Is government going to take a second look at the proposed merging of three agencies: the Nigerian Airspace Management Authority, NAMA, the Nigerian Civil Aviation Authority, NCAA, and the Nigerian Meteorological Agency, NIMET, in the Ministry of Aviation?

You know we have four reports now: The main Oronsaye Report, Gonji Bukar Aji Report, Ama Pepple Report and Ebere Okeke Report. The announcement made by Mr President’s Adviser has not given us full details of what is going to happen around the recommendations made, but I am sure that whatever is stated on the report that has been considered by the Federal Executive Council, FEC, is going to be implemented. Let me guide us to know that the decisions were not taken overnight, but were taken after due consultations. In any case, I don’t want to speak for the committee that is going to be inaugurated but I want Nigerians to be confident that the committee is going to look at things objectively and implement decisions in the best interest of our country, Nigeria.

What is your take on the non-inclusion of the Independent Corrupt Practices and Related Offences Commission, ICPC, the Economic Financial Crimes Commission, EFCC, etc, among the agencies to be merged? Also, how much do you think government will be saving from the exercise?

At this point, we cannot assess how much will be saved because the committee has not been inaugurated and we don’t have the approval of the Federal Executive Council, FEC. Maybe we will have the details after the inauguration. The comments people are making on which agency would save money is up to them. The committee has worked diligently and has looked into the various issues concerning reducing cost of governance. An agency may look small but when you look at its budget, you will know that it is mighty; small in size but mighty in budgetary allocation and spending. The assurance we are giving civil society is that we will collaborate and work with them. Recall what the Adviser said; that, as first step, they are implementing this.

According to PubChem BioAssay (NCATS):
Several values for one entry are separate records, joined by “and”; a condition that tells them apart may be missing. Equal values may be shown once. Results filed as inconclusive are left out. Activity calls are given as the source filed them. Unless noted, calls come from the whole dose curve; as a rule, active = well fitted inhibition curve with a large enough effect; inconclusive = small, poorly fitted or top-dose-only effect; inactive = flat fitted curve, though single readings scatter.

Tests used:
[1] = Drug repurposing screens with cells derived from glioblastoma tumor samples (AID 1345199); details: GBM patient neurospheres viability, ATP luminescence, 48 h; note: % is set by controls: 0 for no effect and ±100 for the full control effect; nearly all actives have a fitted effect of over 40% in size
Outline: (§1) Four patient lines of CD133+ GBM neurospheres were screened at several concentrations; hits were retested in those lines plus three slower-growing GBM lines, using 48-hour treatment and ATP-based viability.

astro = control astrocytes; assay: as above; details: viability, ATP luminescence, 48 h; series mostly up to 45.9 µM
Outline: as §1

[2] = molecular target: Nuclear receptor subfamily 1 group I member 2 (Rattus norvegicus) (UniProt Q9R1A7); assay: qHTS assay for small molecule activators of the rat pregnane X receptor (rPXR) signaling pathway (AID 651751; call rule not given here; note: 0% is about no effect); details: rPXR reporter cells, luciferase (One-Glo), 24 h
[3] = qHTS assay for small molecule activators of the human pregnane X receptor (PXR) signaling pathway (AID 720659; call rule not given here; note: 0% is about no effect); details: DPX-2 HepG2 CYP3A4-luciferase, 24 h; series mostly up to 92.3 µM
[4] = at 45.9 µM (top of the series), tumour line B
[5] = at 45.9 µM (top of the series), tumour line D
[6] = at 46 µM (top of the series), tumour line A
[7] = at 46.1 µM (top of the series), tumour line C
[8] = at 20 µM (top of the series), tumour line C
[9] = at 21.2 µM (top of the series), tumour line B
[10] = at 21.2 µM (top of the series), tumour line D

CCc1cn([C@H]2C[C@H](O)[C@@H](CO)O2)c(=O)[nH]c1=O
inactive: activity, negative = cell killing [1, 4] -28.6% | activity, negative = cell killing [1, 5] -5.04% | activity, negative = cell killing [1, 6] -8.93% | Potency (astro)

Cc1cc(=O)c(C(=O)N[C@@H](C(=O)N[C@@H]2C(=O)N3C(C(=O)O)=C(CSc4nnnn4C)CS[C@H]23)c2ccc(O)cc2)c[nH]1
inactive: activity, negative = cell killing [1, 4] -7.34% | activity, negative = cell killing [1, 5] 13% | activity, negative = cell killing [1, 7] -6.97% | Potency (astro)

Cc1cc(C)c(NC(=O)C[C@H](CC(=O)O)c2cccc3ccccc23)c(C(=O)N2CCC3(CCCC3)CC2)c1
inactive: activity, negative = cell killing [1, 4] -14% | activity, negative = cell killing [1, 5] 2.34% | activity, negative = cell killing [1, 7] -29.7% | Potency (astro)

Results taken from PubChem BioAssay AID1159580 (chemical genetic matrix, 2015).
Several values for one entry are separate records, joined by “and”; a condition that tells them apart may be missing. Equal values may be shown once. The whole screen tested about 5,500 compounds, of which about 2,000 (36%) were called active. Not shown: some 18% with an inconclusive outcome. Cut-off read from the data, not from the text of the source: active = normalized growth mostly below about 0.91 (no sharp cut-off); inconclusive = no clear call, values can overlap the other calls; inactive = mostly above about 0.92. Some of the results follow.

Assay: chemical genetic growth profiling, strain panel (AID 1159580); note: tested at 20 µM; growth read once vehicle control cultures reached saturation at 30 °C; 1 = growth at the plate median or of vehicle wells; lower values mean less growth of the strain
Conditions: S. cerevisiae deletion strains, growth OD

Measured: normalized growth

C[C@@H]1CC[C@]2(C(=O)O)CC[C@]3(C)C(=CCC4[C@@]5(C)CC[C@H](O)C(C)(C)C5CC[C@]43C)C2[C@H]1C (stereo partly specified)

Oronsaye has gone beyond scrapping and merging agencies of government, it has called for restructuring of agencies and ministries, management and staff audit of federal civil service. Something positive is going to come out of it.

My message to Nigerians is to be patient and allow the committee to be inaugurated because, like I said, something positive will come from this wonderful work. In all of these, we are also urging Nigerians to consider the country first, before themselves.

The report is 12 years old and, as such, people think it is outdated. What is your take? And people think the announcement of the implementation of the report was designed to distract from the NLC protests scheduled to hold the following day…

Government has taken note of that concern and that was why the other three committees were set up. They were set up basically to look into the agencies created after the Oronsaye Report was submitted. Secondly, it was to update the decisions taken. I want to inform Nigerians that some aspects of the report have been implemented. For instance, the Nigerian Financial Intelligence Unit that was under EFCC became an office of its own about three years ago.

The privatisation of the River Basin Development Authority was part of the recommendations of the Oronsaye Report, some aspects have been implemented, including the removal of regulatory agencies from the national budget which the Ministry of Finance has driven since last year.

The three committees updated the Oronsaye Report and that is what is going to be implemented. It is not obsolete. It is up-to-date. We have learnt a lot and this is not out of a book but out of experience. We had problems in 2005 – 2007 because major stakeholders, including the Nigerian Labour Congress, NLC, were not carried along. On the issue of distraction, I am not a politician. I don’t know if it was a strategy but the Adviser did not say it was going to be implemented on the 27th or 28th. She only spoke of the committee being constituted. So, I think they are two different things.